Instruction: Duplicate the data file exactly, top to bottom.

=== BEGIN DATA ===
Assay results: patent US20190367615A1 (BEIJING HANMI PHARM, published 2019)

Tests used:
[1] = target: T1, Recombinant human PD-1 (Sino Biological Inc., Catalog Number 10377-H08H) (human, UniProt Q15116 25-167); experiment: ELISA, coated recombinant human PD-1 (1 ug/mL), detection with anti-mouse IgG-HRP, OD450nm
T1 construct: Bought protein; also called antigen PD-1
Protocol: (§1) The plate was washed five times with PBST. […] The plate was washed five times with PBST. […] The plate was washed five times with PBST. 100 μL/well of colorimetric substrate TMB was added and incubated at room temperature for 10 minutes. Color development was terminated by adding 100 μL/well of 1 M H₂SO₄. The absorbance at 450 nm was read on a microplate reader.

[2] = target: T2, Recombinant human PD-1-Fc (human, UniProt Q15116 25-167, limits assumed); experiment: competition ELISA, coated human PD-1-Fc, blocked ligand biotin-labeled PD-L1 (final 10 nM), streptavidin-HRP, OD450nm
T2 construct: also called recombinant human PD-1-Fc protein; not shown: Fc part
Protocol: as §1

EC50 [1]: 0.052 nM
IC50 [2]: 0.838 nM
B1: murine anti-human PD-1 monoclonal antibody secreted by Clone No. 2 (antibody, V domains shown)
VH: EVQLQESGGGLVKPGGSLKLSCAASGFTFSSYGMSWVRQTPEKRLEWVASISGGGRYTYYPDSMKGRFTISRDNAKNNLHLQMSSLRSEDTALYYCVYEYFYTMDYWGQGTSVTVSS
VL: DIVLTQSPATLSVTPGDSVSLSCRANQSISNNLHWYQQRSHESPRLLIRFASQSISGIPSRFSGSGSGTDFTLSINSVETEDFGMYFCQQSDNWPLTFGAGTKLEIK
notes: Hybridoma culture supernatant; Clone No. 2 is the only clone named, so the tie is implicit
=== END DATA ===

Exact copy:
Assay results: patent US20190367615A1 (BEIJING HANMI PHARM, published 2019)

Tests used:
[1] = target: T1, Recombinant human PD-1 (Sino Biological Inc., Catalog Number 10377-H08H) (human, UniProt Q15116 25-167); experiment: ELISA, coated recombinant human PD-1 (1 ug/mL), detection with anti-mouse IgG-HRP, OD450nm
T1 construct: Bought protein; also called antigen PD-1
Protocol: (§1) The plate was washed five times with PBST. […] The plate was washed five times with PBST. […] The plate was washed five times with PBST. 100 μL/well of colorimetric substrate TMB was added and incubated at room temperature for 10 minutes. Color development was terminated by adding 100 μL/well of 1 M H₂SO₄. The absorbance at 450 nm was read on a microplate reader.

[2] = target: T2, Recombinant human PD-1-Fc (human, UniProt Q15116 25-167, limits assumed); experiment: competition ELISA, coated human PD-1-Fc, blocked ligand biotin-labeled PD-L1 (final 10 nM), streptavidin-HRP, OD450nm
T2 construct: also called recombinant human PD-1-Fc protein; not shown: Fc part
Protocol: as §1

EC50 [1]: 0.052 nM
IC50 [2]: 0.838 nM
B1: murine anti-human PD-1 monoclonal antibody secreted by Clone No. 2 (antibody, V domains shown)
VH: EVQLQESGGGLVKPGGSLKLSCAASGFTFSSYGMSWVRQTPEKRLEWVASISGGGRYTYYPDSMKGRFTISRDNAKNNLHLQMSSLRSEDTALYYCVYEYFYTMDYWGQGTSVTVSS
VL: DIVLTQSPATLSVTPGDSVSLSCRANQSISNNLHWYQQRSHESPRLLIRFASQSISGIPSRFSGSGSGTDFTLSINSVETEDFGMYFCQQSDNWPLTFGAGTKLEIK
notes: Hybridoma culture supernatant; Clone No. 2 is the only clone named, so the tie is implicit